Lolium rigidum (weed)

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Lolium rigidum flowers (click on image to enlarge it)
Author(s): Gideon Pisanty
Source: Wikimedia Commons
Lolium rigidum plant (click on image to enlarge it)
Author(s): Javier Martin
Source: Wikimedia Commons

Lolium rigidum (weed) Gaudin - (annual ryegrass)

The grass is an important weed in cereals like wheat and in other crops, especially in countries where it has been introduced as a forage grass. It is believed to be native to southern Europe, northern Africa and western Asia but is now grown in many countries in pastures. It forms dense stands of up to 200 plants per m2 which produce up to 45,000 viable seeds per year. When it emerges before the crop, it becomes an aggressive competitor, causing up to 50% yield losses. In addition, it can host cereal diseases like take-all or ergot. Most seeds are short-lived but some can persist in the soil for several years. Herbicides are widely used, but resistant populations are common. Other management options include burning residues after harvest, harvesting before the weed seeds mature and inversion ploughing in suitable soil types (deep ploughing to bury the weed seeds at a depth where they cannot germinate).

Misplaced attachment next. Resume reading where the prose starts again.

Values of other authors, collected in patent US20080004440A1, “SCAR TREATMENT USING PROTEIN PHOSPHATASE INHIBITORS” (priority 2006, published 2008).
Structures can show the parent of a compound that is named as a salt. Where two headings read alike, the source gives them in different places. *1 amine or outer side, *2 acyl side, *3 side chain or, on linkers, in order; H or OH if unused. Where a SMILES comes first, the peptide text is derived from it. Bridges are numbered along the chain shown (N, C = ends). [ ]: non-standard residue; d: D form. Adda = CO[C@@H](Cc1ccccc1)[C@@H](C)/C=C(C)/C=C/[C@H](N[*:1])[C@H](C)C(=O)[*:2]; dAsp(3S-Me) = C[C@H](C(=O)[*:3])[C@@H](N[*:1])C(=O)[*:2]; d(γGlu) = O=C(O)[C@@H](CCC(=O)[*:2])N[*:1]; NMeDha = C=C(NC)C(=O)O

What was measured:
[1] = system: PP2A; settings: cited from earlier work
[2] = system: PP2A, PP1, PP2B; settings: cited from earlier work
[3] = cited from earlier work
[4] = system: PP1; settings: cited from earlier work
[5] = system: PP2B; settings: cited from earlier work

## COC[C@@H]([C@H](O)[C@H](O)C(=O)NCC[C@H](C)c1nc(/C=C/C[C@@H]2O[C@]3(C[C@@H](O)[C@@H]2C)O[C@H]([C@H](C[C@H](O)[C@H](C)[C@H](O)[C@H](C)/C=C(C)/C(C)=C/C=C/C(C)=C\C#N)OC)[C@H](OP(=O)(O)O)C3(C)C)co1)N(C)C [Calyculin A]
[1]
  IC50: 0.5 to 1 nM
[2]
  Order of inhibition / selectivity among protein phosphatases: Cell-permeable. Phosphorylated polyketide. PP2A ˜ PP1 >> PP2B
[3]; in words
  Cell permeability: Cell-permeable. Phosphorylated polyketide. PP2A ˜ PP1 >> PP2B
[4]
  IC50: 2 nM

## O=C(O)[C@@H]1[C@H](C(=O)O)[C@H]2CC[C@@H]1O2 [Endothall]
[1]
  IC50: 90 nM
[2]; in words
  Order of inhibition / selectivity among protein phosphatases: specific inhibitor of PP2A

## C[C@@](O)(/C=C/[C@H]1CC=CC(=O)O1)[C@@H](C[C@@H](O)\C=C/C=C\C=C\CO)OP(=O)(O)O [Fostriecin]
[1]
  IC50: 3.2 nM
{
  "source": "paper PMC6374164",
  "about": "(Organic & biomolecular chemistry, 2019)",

L. rigidum grows to a height of up to 1 m. The inflorescence may be up to 30 cm long with up to 20 spikelets, each having 3-9 flowers. The seeds are relatively flat (1 mm wide) and about 5 mm long. The plant has a wide ligule, long auricles (appendages at the collar) and the emerging leaf is folded. The base below the ground is often reddish.

Vernacular names
• Deutsch: steifes Weidelgras
• English: annual ryegrass
rigid ryegrass
• Français: ivraie raide
• Português: erva-febra